Old Posted Sep 5, 2014, 3:37 PM
Stryker Stryker is offline
BANNED
 
Join Date: Sep 2012
Posts: 3,559
Quote:
Originally Posted by SignalHillHiker View Post

This one is my fave.
Reply With Quote
     
     
  #29  
Old Posted Sep 5, 2014, 3:38 PM
Stryker Stryker is offline
BANNED
 
Join Date: Sep 2012
Posts: 3,559
Quote:
Originally Posted by SignalHillHiker View Post
July 16, 2014

Video Link

Old, but so is the city...



, I meant this one sorry.
Reply With Quote
     
     
  #30  
Old Posted Oct 20, 2014, 4:59 AM
MrChills's Avatar
MrChills MrChills is offline
Registered User
 
Join Date: Nov 2005
Location: Glovertown, Newfoundland
Posts: 539
It's been SOOOOOOOOOO long since I've been on here.. Not sure what happened, it was a daily place for nearly 10 years and now probably a year since I've visited the forum. Anyway, I had to pick my jaw off the floor for some of the photos Signal. Amazing! I have some new screen savers to add to the six monitors I sit in front of at work tonight. Don't be afraid to add some more!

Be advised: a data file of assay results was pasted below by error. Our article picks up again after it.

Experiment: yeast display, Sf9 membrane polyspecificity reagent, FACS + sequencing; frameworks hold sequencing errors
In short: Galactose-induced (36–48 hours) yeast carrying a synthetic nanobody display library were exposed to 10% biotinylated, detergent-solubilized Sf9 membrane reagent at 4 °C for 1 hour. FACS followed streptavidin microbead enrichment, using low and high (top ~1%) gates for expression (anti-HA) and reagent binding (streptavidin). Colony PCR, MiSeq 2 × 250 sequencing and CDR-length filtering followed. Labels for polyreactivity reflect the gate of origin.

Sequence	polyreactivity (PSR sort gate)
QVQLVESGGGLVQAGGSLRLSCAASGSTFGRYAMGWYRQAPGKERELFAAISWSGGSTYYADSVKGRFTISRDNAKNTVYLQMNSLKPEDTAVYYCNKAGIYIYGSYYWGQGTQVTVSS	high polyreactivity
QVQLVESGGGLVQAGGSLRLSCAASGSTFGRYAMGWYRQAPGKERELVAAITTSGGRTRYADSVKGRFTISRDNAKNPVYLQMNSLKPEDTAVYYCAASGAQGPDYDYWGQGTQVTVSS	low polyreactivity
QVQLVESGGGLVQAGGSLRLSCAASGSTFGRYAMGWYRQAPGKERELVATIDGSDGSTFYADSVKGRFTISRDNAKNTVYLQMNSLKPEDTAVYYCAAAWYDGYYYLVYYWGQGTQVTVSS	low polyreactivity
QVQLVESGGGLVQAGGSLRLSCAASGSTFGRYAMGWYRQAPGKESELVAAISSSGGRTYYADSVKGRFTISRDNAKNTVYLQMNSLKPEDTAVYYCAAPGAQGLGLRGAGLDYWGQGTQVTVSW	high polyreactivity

__________________
Those who mind don't matter, and those who matter don't mind
http://twitter.com/thefeltham
http://reverbnation.com/overlay
Reply With Quote
     
     
  #31  
Old Posted Oct 20, 2014, 5:15 AM
SignalHillHiker's Avatar
SignalHillHiker SignalHillHiker is offline
I ♣ Baby Seals
 
Join Date: Jul 2012
Location: See post below...
Posts: 23,496
Hehehe, aww. Thank you!
__________________
Note to self: "The plural of anecdote is not evidence."
Reply With Quote
     
     
  #32  
Old Posted Oct 22, 2014, 4:42 AM
SignalHillHiker's Avatar
SignalHillHiker SignalHillHiker is offline
I ♣ Baby Seals
 
Join Date: Jul 2012
Location: See post below...
Posts: 23,496
Open Doors

This weekend, St. John's - the capital of Newfoundland and Labrador - threw open the doors to many of its buildings that are normally not accessible to the public.

We - Joanne, Aisling, Shannon, Marc, and I - went to at least half of the downtown ones.

Video Link